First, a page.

One of the great things about the data industry is that there are always emerging technologies and innovations that promote automation, advanced analytics and ultimately our confidence in our data. This constant churn of innovation presents the vexing challenge of constantly keeping up with and assessing new offerings, how they might fit into your data architecture and ultimately if you should adopt them.
While it’s very easy to get drawn in by impressive speed/performance metrics and claims that one tool can do “everything,” as we design a data architecture we should focus on the core business outcomes you as a company are trying to meet today and in the (near) future.
How far to take future proofing
It’s now widely accepted that most enterprises are multi-cloud or will be in the near future. As a result, architecture decisions depend less on having to predict:
- Your future business use cases, and
- If your current cloud vendor will be able to support those use cases.
Multi-cloud architectures mean you no longer need to default to the service your cloud vendor offers. While seeking additional vendors might increase procurement cycles, ultimately it’ll most likely lead to better decisions. This means less compromises about the performance of your current business needs for the sake of/in fear of potential future use cases.
The key to this shift to multi-cloud is to future proof your architecture and reduce vendor lock-in by ensuring you choose providers who are cloud agnostic.
One platform for all
If the data industry has taught us anything in recent years, it’s that every part of the data lifecycle, including creation, processing, transformation and management has challenges that are very difficult to solve. These challenges require intense focus and significant engineering effort so when considering technologies, consider those that:
- Are best-in-class at the most critical part of your data architecture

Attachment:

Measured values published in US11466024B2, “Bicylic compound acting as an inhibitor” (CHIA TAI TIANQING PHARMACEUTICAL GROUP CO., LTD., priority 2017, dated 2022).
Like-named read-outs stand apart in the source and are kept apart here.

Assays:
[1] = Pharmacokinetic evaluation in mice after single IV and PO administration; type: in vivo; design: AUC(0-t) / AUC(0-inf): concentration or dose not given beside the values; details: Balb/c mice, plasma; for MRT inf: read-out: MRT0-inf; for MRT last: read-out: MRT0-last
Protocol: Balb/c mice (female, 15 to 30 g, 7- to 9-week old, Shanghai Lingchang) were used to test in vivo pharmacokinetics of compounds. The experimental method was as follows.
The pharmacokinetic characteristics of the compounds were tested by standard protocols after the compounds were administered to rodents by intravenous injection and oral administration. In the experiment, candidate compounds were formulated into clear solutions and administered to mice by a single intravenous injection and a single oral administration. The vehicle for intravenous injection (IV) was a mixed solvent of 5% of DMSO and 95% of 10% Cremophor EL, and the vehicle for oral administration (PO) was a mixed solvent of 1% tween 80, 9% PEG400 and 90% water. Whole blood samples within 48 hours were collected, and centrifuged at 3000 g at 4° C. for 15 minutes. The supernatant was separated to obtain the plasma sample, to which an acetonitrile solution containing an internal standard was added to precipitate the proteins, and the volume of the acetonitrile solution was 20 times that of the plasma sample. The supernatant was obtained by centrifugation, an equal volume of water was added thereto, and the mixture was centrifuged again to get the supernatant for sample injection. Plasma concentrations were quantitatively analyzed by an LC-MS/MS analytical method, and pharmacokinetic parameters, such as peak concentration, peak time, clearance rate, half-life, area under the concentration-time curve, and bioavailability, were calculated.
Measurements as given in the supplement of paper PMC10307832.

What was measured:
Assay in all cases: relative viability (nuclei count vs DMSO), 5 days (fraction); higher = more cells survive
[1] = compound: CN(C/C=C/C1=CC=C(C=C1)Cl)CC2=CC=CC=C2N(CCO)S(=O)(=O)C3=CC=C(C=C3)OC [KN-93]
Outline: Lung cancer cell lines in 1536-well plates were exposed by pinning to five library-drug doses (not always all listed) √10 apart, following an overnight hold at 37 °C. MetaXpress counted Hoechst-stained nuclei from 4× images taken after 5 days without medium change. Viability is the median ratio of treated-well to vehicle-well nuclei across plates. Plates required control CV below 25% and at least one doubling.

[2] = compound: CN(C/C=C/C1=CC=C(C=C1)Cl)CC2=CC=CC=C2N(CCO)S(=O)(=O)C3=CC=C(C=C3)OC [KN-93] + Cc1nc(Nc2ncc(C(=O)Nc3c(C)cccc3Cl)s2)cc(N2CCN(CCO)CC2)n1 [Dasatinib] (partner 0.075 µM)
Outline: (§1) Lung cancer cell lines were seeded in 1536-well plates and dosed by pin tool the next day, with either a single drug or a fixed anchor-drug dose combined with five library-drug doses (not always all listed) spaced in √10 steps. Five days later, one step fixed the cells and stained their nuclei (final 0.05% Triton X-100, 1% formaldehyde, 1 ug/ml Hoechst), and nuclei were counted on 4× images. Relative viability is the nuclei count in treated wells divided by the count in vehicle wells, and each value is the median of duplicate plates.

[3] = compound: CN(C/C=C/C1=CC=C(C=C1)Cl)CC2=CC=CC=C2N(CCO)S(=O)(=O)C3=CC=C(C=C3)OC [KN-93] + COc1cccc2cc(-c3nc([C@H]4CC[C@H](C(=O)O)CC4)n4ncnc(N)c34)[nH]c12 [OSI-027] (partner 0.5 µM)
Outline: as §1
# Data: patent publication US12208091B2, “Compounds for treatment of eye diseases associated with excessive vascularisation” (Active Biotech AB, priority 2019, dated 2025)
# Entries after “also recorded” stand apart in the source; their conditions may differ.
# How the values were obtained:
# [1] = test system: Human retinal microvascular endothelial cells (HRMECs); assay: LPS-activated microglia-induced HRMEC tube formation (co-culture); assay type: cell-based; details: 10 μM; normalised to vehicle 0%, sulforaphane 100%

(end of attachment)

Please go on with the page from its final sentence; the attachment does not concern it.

- Can integrate well with upstream and downstream processes and can be programmatically controlled using APIs
To use Fivetran as an example, instead of trying to conquer the entire ELT pipeline we really focused on the E and L components of the ELT pipeline. In recognition of the fact that dbt Labs has an exceptional “T” offering, we decided to focus our efforts on integrating with this open source technology so customers can leverage two best-in-class technologies easily in the same data stack.
The data warehouse, lake and lakehouse debate
The question of what data repository to use is where people commonly:
- Get distracted by technologies that are ultimately very impressive for some use cases but would not serve their core business needs, and
- Feel a sense of pressure to choose the technology that is seen to be “the future.”
As Fivetran now supports S3 as a destination, we are well aware of the tradeoffs between different data repositories.
With the modern data stack, you have the flexibility to choose the right technology when you need it because:
- Technologies in the cloud can be deployed quickly and cost effectively with modern data integration tools
- Consumption based pricing keeps costs low relative to the value a tool brings to the intended use case
So do you need a data warehouse, a data lake, a data lakehouse or a combination?